I have posted a number of times on radial polydactyly- aka split thumb, extra thumb, etc- HERE. This is a common birth anomaly and the decision for surgery is usually straightforward. Sometimes surgery is also straightforward while other times the reconstruction can be quite challenging. And, about one out of three patients with radial polydactyly will need a second surgery at some point down the road.
I wanted to briefly share images of one patient who recently came back for repeat assessment after reconstruction for a somewhat complex radial polydactyly reconstruction. Here is one picture before surgery in the clinic. Note that the inner thumb is larger, clearly the dominant thumb.
|Radial polydactyly from the palm view.
|Radial polydactyly from top view
In surgery, we removed the outer, smaller thumb and realigned the remaining thumb with a cutting of the bone. We also created a new ligament to support the thumb. The metal pin is left in place for about 6 weeks with a cast.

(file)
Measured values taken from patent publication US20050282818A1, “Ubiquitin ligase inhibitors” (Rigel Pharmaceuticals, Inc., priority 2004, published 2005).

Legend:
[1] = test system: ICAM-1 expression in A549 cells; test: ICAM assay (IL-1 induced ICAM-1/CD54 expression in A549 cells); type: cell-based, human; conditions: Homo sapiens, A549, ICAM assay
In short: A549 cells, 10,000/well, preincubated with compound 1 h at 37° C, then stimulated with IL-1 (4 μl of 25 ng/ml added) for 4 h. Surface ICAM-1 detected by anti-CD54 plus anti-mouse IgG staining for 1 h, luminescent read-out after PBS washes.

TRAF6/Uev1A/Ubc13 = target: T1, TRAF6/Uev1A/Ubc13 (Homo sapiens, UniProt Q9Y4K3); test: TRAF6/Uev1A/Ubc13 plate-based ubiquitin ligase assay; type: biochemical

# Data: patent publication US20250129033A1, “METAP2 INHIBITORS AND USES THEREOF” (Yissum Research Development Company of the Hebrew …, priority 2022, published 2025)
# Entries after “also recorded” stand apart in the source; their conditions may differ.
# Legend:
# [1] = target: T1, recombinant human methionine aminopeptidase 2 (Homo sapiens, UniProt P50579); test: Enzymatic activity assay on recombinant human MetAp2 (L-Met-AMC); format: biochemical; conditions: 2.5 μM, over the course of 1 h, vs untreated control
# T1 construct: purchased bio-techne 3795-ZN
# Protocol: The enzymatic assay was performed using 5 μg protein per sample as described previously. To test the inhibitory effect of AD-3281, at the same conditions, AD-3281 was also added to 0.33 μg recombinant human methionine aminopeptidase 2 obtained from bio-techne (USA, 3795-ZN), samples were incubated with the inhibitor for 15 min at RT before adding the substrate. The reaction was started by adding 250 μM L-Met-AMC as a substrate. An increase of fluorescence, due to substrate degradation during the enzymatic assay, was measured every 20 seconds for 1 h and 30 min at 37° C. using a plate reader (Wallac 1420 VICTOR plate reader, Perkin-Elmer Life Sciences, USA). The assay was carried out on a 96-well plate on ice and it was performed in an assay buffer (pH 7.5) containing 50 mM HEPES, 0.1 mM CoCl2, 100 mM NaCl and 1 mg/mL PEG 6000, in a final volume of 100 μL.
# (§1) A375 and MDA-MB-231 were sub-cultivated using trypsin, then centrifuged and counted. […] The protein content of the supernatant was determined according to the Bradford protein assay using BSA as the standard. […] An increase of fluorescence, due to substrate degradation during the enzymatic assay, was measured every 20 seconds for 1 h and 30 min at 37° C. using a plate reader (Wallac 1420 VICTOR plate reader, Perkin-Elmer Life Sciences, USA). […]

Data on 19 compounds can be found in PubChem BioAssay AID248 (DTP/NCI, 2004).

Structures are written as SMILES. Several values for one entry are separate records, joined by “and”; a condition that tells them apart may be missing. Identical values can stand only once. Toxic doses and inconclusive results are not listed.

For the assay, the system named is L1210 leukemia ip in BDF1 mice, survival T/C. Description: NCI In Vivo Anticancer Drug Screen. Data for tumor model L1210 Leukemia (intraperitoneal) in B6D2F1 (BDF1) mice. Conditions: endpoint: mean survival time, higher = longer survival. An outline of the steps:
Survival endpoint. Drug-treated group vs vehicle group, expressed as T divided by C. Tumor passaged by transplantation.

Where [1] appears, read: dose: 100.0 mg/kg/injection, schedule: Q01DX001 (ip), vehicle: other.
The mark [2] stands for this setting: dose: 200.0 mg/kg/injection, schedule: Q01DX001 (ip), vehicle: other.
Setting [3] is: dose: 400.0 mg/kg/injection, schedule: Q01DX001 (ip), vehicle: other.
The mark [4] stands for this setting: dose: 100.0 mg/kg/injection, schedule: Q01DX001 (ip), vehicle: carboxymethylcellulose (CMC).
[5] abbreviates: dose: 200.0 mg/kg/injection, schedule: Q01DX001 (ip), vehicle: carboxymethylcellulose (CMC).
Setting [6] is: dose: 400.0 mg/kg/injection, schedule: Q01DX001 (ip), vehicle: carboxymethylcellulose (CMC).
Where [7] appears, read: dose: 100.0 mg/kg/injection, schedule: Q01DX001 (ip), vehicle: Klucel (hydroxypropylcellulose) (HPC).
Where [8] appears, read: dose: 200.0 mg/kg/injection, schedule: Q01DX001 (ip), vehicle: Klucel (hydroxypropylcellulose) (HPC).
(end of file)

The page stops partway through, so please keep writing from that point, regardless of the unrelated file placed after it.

|The thumb after reconstruction for radial polydactyly.
|Another view after reconstruction for radial polydactyly
Here is the patient/ thumb about 6 months after surgery. He has fully incorporated the thumb into daily use. The thumb is stable and has reasonable motion. Importantly, despite a very successful surgery for radial polydactyly, when we compare the thumbs, the smaller size of the new thumb is clear. That is why some of us prefer the term ‘split thumb‘ which emphasizes that even after surgery, the thumb will be smaller. However, the thumbs will typically look great and unless directly compared as in the pictures, this size difference does not affect function and does not dramatically affect appearance.
|Smaller thumb after radial polydactyly reconstruction.
|Thumb after reconstruction for radial polydactyly
I typically follow patients for a few years after surgery to assure no early problems develop and, of course, welcome families to come back anytime if issues are noted. Overall, reconstruction for radial polydactyly is usually a very successful surgery providing a highly functional thumb which works well and looks near normal.
My Bio at Washington University